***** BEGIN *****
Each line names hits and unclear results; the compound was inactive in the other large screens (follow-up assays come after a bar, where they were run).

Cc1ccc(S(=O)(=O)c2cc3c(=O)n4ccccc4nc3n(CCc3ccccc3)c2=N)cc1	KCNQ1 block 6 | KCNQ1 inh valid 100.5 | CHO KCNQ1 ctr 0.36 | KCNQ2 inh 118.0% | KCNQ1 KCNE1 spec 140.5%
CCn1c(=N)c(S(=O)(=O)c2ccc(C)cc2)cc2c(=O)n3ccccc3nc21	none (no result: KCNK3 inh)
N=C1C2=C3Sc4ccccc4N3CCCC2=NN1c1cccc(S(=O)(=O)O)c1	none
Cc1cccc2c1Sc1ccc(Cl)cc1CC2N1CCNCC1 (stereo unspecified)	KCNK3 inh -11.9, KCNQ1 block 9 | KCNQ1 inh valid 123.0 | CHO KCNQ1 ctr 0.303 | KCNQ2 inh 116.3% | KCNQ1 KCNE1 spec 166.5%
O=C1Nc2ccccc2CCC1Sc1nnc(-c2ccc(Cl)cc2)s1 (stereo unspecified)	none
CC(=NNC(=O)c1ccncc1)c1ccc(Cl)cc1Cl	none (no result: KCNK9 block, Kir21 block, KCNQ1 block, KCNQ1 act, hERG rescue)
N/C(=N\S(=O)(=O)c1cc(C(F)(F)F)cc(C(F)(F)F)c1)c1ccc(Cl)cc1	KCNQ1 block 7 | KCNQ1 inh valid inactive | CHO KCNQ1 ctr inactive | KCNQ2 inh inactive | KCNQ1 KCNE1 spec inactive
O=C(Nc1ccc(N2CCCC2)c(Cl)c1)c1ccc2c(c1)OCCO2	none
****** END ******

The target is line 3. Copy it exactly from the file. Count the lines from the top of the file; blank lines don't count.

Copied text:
CCn1c(=N)c(S(=O)(=O)c2ccc(C)cc2)cc2c(=O)n3ccccc3nc21	none (no result: KCNK3 inh)